Deese and Fowler

Chynna Noelle Deese, left, and Lucas Robertson Fowler, right.

WINNIPEG, Canada – The Royal Canadian Mounted Police confirmed on Aug. 12 that two suspects wanted in the death of a 2017 Appalachian State graduate, her boyfriend and another man in northern British Columbia died as the result of suicide.

“The Manitoba medical examiner has completed the autopsies and confirmed that the two deceased men located in Manitoba on Aug. 7, were Kam McLeod and Bryer Schmegelsky,” the Manitoba RCMP stated on Aug. 12. “Their next of kin have been notified and they have been offered support.”

“The RCMP can also confirm that the two died in what appears to be suicides,” the Manitoba RCMP continued. “While both individuals were deceased for a number of days before they were found, the exact time and date of their deaths are not known.”

The bodies of the two suspects had been found along a northern Manitoba river on Aug. 7 following a three-week-plus nationwide manhunt.

McLeod, 19, and Schmegelsky, 18, both of Port Alberni, Canada, were the prime suspects in the deaths of Lucas Robertson Fowler, 23, of Australia, and Chynna Noelle Deese, 24, of Charlotte, which took place near Liard River in British Columbia on either July 14 or 15.

Deese received a bachelor’s degree in psychology in spring 2017, as confirmed by ASU spokesperson Megan Hayes, and was a member of ASU’s Zeta Tau Alpha sorority chapter.

The two were exploring the area and at the location of the murders, were sitting on the side of the road near their van after the engine flooded, according to media reports. The two were the victims of gun violence, according to the British Columbia RCMP.

McLeod and Schmegelsky were also wanted in connection with the death of Leonard Dyck, 64, of Vancouver, who was discovered on July 19 near Dease Lake in British Columbia, approximately 290 miles by car from where Fowler and Deese were found. According to the RCMP, the two suspects drove Dyck’s vehicle to Manitoba, where it was discovered on fire around five miles from where the suspects’ bodies were eventually discovered days later.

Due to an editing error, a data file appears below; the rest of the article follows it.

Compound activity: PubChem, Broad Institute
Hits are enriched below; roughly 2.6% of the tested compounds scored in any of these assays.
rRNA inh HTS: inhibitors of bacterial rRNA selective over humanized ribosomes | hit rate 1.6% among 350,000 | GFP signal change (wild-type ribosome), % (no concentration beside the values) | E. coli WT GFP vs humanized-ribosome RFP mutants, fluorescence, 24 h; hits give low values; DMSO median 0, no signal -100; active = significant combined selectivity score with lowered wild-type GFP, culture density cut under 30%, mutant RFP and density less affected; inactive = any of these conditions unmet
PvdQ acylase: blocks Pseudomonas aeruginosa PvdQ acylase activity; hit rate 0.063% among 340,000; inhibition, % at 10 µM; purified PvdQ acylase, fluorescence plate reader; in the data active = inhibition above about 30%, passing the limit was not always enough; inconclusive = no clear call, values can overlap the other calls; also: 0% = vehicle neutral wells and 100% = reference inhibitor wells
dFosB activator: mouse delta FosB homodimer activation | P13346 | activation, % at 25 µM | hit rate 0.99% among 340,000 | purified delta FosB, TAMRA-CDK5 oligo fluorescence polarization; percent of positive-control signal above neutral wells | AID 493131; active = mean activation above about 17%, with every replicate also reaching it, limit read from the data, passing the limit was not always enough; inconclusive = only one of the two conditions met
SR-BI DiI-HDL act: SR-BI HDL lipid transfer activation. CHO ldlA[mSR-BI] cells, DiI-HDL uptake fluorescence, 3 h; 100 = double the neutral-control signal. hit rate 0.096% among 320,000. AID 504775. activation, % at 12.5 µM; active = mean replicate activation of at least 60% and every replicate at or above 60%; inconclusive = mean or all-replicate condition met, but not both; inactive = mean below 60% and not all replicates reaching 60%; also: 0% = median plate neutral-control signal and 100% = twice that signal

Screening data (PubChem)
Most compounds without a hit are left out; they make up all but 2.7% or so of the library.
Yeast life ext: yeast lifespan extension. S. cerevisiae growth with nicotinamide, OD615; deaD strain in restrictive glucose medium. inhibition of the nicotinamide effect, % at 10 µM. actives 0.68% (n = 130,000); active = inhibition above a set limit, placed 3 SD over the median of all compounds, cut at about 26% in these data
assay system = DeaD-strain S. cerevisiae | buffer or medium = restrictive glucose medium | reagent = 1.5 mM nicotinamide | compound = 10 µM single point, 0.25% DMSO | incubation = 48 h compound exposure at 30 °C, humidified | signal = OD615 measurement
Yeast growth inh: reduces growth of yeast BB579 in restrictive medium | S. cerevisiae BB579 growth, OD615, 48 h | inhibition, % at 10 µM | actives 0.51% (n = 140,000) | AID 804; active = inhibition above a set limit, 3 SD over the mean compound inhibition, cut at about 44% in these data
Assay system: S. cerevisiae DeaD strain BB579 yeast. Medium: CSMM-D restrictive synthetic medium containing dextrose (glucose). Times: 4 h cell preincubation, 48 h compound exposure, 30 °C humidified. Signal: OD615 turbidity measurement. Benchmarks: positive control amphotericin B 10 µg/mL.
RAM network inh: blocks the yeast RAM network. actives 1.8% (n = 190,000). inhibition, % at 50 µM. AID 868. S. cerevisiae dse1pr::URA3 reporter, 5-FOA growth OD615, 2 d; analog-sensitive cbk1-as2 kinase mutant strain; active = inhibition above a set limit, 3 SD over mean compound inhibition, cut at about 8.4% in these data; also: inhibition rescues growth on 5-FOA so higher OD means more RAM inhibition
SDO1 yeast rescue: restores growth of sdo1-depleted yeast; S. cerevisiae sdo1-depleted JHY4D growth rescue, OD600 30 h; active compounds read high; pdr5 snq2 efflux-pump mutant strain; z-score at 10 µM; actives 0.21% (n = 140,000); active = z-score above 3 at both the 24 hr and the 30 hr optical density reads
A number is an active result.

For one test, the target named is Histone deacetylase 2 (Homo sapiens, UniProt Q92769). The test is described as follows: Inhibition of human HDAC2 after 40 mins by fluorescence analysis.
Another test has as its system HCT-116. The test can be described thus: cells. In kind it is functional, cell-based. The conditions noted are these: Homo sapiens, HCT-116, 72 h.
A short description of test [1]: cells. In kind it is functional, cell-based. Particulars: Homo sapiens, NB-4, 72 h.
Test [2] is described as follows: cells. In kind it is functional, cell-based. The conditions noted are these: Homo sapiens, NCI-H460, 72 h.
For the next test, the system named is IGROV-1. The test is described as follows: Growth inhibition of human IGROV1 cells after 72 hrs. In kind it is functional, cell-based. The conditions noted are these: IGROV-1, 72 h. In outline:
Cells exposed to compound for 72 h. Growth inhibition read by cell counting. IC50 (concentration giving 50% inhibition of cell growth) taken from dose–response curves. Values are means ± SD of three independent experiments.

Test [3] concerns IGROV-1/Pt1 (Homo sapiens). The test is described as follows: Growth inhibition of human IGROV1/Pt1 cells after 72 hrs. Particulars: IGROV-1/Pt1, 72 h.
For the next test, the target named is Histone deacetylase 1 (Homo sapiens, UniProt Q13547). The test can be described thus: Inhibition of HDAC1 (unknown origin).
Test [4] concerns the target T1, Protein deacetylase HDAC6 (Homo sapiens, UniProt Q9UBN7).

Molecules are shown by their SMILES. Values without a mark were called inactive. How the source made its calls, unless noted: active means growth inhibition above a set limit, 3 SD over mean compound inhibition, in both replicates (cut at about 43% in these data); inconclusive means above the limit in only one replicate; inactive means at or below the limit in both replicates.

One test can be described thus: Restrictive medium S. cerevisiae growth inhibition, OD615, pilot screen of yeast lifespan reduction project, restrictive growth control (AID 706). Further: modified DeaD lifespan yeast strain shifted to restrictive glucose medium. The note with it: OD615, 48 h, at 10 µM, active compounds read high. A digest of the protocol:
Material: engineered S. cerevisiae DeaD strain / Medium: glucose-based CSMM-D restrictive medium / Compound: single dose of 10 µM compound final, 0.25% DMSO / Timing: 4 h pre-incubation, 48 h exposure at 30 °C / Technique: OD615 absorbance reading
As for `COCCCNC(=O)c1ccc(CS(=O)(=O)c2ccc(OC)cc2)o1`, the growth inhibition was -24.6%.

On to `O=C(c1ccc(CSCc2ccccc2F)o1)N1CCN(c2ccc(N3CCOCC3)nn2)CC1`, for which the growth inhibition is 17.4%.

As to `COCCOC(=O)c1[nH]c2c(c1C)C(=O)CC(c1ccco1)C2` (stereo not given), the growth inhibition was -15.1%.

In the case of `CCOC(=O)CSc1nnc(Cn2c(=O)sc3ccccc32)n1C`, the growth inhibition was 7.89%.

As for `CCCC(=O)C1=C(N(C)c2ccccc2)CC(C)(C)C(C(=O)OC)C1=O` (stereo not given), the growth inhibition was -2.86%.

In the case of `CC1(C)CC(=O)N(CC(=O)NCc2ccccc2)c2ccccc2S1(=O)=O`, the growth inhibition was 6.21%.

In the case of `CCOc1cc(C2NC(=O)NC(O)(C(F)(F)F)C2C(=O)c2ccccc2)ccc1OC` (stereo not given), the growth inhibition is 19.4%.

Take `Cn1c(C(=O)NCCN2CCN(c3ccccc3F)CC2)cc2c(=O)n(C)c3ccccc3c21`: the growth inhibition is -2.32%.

“Investigators are now assessing all items located in Manitoba, along with the previous findings related to the three northern British Columbia homicide investigations, in order to gain more clarity into what happened to Dyck, Fowler and Deese,” the Manitoba RCMP Aug. 12 statement said. “The assessment will review all the investigative findings to date, whether it is statements, evidentiary time lines, physical or digital evidence, and the British Columbia RCMP have also have engaged our Behavioural Analysis Unit.”

The Aug. 7 discovery of the two bodies believed to be McLeod and Schemgelsky in northern Manitoba followed Aug. 2 leads of a burned vehicle, later confirmed to belong to Dyck, along the Nelson River near Gillam, along with a damaged boat found nearby and items directly linked to the suspects.

Gillam, a small town in northern Manitoba of 1,200 people, is an estimated 1,800 miles by car from Liard River and approximately 2,100 miles by car from Dease Lake.

The national manhunt followed tips in the provinces of Saskatchewan and Manitoba, where police and military forces searched the towns of Gillam and York Landing, plus the Cree Nation reservation at Fox Lake and the War Lake First Nation reservation in Ilford, according to the Manitoba RCMP.

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